The bigger dip comes when the cooler star passes in front of the hotter object. The reason the dip is larger in this case is the amount of light given off from the area of the hotter star which is covered by the cooler star is much larger than the amount of light given off by the same area on the cooler star. Thus when the cool star passes in front of the ...

8

In the first case, in regards to star measurement, I believe you're thinking of how the diameter of very large stars are measured using interferometry. Because light waves from the edges of these stars arrive at us in parallel, and they are waves, we can determine the diameter of the star by measuring the interference pattern between these light waves. ...

8

The only visible satellites by the naked eye are very low in orbit. That means they are going to move very rapidly across the sky, usually in no more than 10-15 minutes, sometimes even quicker. Also, in order for a satellite to be visible, it has to be the right time of day. It must be night on the ground, but day above the ground. This typically happens ...

8

You've asked a lot of questions there, and I'll try to answer them one by one. First, though, I want to ask what post you're reading about metallicity in the core vs. out here in the 'burbs because I don't think it is correct. Obviously, for example, we exist and we're ~26,000 light-years (half-way out) from the galactic center and we have a fair amount of ...

8

The nuclear fusion that powers stars has little to nothing to do with electrons. In the cores of stars, temperatures are high enough that all the electrons are stripped from the nuclei, leaving a pure plasma. As stars contract and condense out of interstellar dust, their gravitational potential energy is converted to heat faster than this heat can be ...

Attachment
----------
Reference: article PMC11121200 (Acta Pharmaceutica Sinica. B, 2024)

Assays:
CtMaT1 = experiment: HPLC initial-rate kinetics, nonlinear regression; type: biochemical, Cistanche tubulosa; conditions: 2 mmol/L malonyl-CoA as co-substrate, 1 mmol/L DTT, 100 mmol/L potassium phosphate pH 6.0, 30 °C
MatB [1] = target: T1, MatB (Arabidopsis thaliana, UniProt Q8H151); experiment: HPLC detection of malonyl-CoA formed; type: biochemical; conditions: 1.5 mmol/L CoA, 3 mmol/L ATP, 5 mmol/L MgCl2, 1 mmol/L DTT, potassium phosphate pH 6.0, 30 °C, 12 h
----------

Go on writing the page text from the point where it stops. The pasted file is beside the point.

7

If you think about it logically, it should be easy to visualize. In fact, the brighter star does not have to be larger necessarily. It could very well be smaller- perhaps the larger star is a red giant, while the smaller star is a blue main sequence, which has higher luminosity. In any case, the middle point of the M occurs when the star with a lower ...

7

Yes all the stars you can see belong to the Milky Way galaxy. The Sun is located about two-thirds of the way out from the galactic center. Thus the band across the sky known as the "Milky Way" (from whence the galaxy name came) is the main disk of the galaxy. However, all the individual stars we see are still inside that disk, we just happen to be closer ...

7

not currently. The only images we have are of extended red and blue giants, and then only just via interferometers and the largest telescopes. In maybe 10 years space born infra red interferometers might be imaging these objects but probably more like 20 to 30 years... The best resoution we have managed so far in the optical is around 0.5 milli ...

6

I did some hunting and followed the paper trail to Cook et al. (1995). In Section 4, they identify a class of stars that brighten aperiodically. They reckon that these "blue bumpers" are Be stars: B-type stars that show strong emission lines. Then again, this is off one paper and I'm really not sure if this is a widely accepted view, but I imagine there ...